Domeier, P. P. et al. IFN-gamma receptor and STAT1 signaling in B cells are central to spontaneous germinal center formation and autoimmunity. J. Exp. Med. 213, 715–732 (2016).

    PubMed  PubMed Central  Article  CAS  Google Scholar 

  62. 62.

    Jackson, S. W. et al. B cell IFN-gamma receptor signaling promotes autoimmune germinal centers via cell-intrinsic induction of BCL-6. J. Exp. Med. 213, 733–750 (2016).

    PubMed  PubMed Central  Article  CAS  Google Scholar 

  63. 63.

    Lee, S. K. et al. Interferon-gamma excess leads to pathogenic accumulation of follicular helper T cells and germinal centers. Immunity 37, 880–892 (2012).

    PubMed  Article  CAS  Google Scholar 

  64. 64.

    Manni, M. et al. Regulation of age-associated B cells by IRF5 in systemic autoimmunity. Nat. Immunol. 19, 407–419 (2018).

    PubMed  Article  CAS  PubMed Central  Google Scholar 

  65. 65.

    Chiche, L. et al. Modular transcriptional repertoire analyses of adults with systemic lupus erythematosus reveal distinct type I and type II interferon signatures. Arthritis Rheumatol. 66, 1583–1595 (2014).

    PubMed  PubMed Central  Article  CAS  Google Scholar 

  66. 66.

    Hall, J. C. et al. Precise probes of type II interferon activity define the origin of interferon signatures in target tissues in rheumatic diseases. Proc. Natl Acad. Sci. USA 109, 17609–17614 (2012).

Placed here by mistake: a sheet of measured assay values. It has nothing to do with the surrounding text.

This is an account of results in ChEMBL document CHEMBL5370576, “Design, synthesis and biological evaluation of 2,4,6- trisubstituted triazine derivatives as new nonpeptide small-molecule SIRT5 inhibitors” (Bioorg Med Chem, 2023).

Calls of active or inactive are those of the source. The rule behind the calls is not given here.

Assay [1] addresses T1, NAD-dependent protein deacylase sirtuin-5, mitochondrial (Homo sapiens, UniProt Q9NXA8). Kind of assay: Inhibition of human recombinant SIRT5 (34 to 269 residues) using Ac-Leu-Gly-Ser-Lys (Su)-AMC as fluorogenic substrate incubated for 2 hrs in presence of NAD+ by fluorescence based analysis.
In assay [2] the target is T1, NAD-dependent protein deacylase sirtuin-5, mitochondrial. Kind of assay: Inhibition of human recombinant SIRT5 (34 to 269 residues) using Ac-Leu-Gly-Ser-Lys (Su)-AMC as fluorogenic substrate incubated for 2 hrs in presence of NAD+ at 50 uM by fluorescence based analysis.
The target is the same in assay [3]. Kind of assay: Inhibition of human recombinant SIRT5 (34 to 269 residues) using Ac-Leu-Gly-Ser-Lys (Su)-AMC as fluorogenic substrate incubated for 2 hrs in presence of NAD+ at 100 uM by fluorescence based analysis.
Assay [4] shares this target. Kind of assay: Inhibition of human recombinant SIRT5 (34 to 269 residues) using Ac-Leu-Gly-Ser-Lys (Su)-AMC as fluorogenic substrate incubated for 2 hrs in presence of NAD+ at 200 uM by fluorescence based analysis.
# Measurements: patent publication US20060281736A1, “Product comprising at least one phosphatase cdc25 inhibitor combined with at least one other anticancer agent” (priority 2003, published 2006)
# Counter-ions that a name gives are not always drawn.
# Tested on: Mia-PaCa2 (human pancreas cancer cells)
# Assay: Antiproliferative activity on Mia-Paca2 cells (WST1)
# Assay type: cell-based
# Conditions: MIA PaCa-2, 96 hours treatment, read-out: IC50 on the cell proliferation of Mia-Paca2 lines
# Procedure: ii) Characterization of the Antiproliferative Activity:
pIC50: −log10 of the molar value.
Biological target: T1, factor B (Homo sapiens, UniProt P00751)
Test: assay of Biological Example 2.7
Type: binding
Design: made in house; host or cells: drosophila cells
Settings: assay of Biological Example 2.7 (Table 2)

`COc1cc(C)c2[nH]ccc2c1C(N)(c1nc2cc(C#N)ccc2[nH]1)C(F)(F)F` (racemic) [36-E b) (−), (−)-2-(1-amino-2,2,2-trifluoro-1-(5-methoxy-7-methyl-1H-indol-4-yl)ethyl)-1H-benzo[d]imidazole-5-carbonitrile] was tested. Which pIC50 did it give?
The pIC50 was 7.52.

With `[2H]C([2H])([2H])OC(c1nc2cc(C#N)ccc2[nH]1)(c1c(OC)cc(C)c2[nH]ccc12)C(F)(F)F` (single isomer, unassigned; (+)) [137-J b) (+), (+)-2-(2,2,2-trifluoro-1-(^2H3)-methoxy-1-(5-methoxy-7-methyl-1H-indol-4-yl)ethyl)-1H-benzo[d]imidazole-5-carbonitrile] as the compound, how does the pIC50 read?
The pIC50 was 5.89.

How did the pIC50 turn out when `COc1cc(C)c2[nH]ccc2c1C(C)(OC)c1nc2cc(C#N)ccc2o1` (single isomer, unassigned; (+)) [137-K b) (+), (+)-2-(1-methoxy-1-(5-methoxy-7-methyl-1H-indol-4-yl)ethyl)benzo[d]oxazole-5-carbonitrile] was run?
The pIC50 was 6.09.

PubMed  Article  Google Scholar 

  67. 67.

    Ivashkiv, L. B. & Donlin, L. T. Regulation of type I interferon responses. Nat. Rev. Immunol. 14, 36–49 (2014).

    PubMed  PubMed Central  Article  CAS  Google Scholar 

  68. 68.

    Welcher, A. A. et al. Blockade of interferon-gamma normalizes interferon-regulated gene expression and serum CXCL10 levels in patients with systemic lupus erythematosus. Arthritis Rheumatol. 67, 2713–2722 (2015).

    PubMed  PubMed Central  Article  Google Scholar 

  69. 69.

    Werth, V. P. et al. Brief report: pharmacodynamics, safety, and clinical efficacy of AMG 811, a human anti-interferon-gamma antibody, in patients with discoid lupus erythematosus. Arthritis Rheumatol. 69, 1028–1034 (2017).

    PubMed  PubMed Central  Article  CAS  Google Scholar 

  70. 70.

    Touma, Z. & Gladman, D. D. Current and future therapies for SLE: obstacles and recommendations for the development of novel treatments. Lupus Sci. Med. 4, e000239 (2017).

    PubMed  PubMed Central  Article  Google Scholar 

  71. 71.

    Chong, W. P. et al. NK-DC crosstalk controls the autopathogenic Th17 response through an innate IFN-gamma-IL-27 axis. J. Exp. Med. 212, 1739–1752 (2015).

    PubMed  PubMed Central  Article  CAS  Google Scholar 

  72. 72.

    Koblish, H. K., Hunter, C. A., Wysocka, M., Trinchieri, G. & Lee, W. M. Immune suppression by recombinant interleukin (rIL)-12 involves interferon gamma induction of nitric oxide synthase 2 (iNOS) activity: inhibitors of NO generation reveal the extent of rIL-12 vaccine adjuvant effect. J. Exp. Med. 188, 1603–1610 (1998).